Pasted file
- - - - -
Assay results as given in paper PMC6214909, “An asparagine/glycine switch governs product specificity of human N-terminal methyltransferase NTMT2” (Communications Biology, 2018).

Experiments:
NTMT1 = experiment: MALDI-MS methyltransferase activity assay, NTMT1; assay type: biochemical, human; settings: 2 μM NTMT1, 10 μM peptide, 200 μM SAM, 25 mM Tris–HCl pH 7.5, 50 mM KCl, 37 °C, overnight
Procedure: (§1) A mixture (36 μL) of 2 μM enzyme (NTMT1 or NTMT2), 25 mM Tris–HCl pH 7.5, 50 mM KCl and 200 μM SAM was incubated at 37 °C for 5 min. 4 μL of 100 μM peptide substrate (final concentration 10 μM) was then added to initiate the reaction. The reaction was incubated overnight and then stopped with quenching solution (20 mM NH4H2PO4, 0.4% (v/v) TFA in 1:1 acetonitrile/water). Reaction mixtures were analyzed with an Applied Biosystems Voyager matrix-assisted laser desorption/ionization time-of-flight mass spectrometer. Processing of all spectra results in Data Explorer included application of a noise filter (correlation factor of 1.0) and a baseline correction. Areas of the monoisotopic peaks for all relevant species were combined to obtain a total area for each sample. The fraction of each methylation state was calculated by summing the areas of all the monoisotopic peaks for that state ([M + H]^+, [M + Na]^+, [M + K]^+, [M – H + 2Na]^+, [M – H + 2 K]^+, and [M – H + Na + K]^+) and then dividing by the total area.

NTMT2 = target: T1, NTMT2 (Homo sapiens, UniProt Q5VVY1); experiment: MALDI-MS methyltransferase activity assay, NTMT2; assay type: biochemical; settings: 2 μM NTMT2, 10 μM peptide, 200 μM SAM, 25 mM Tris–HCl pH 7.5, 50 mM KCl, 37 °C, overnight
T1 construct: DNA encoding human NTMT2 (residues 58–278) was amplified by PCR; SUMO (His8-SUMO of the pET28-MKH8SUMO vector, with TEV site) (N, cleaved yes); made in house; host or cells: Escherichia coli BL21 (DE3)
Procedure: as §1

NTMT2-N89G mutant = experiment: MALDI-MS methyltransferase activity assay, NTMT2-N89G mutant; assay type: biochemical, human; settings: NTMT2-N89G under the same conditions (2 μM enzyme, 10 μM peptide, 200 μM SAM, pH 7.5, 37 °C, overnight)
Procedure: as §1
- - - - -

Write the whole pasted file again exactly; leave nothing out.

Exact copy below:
Assay results as given in paper PMC6214909, “An asparagine/glycine switch governs product specificity of human N-terminal methyltransferase NTMT2” (Communications Biology, 2018).

Experiments:
NTMT1 = experiment: MALDI-MS methyltransferase activity assay, NTMT1; assay type: biochemical, human; settings: 2 μM NTMT1, 10 μM peptide, 200 μM SAM, 25 mM Tris–HCl pH 7.5, 50 mM KCl, 37 °C, overnight
Procedure: (§1) A mixture (36 μL) of 2 μM enzyme (NTMT1 or NTMT2), 25 mM Tris–HCl pH 7.5, 50 mM KCl and 200 μM SAM was incubated at 37 °C for 5 min. 4 μL of 100 μM peptide substrate (final concentration 10 μM) was then added to initiate the reaction. The reaction was incubated overnight and then stopped with quenching solution (20 mM NH4H2PO4, 0.4% (v/v) TFA in 1:1 acetonitrile/water). Reaction mixtures were analyzed with an Applied Biosystems Voyager matrix-assisted laser desorption/ionization time-of-flight mass spectrometer. Processing of all spectra results in Data Explorer included application of a noise filter (correlation factor of 1.0) and a baseline correction. Areas of the monoisotopic peaks for all relevant species were combined to obtain a total area for each sample. The fraction of each methylation state was calculated by summing the areas of all the monoisotopic peaks for that state ([M + H]^+, [M + Na]^+, [M + K]^+, [M – H + 2Na]^+, [M – H + 2 K]^+, and [M – H + Na + K]^+) and then dividing by the total area.

NTMT2 = target: T1, NTMT2 (Homo sapiens, UniProt Q5VVY1); experiment: MALDI-MS methyltransferase activity assay, NTMT2; assay type: biochemical; settings: 2 μM NTMT2, 10 μM peptide, 200 μM SAM, 25 mM Tris–HCl pH 7.5, 50 mM KCl, 37 °C, overnight
T1 construct: DNA encoding human NTMT2 (residues 58–278) was amplified by PCR; SUMO (His8-SUMO of the pET28-MKH8SUMO vector, with TEV site) (N, cleaved yes); made in house; host or cells: Escherichia coli BL21 (DE3)
Procedure: as §1

NTMT2-N89G mutant = experiment: MALDI-MS methyltransferase activity assay, NTMT2-N89G mutant; assay type: biochemical, human; settings: NTMT2-N89G under the same conditions (2 μM enzyme, 10 μM peptide, 200 μM SAM, pH 7.5, 37 °C, overnight)
Procedure: as §1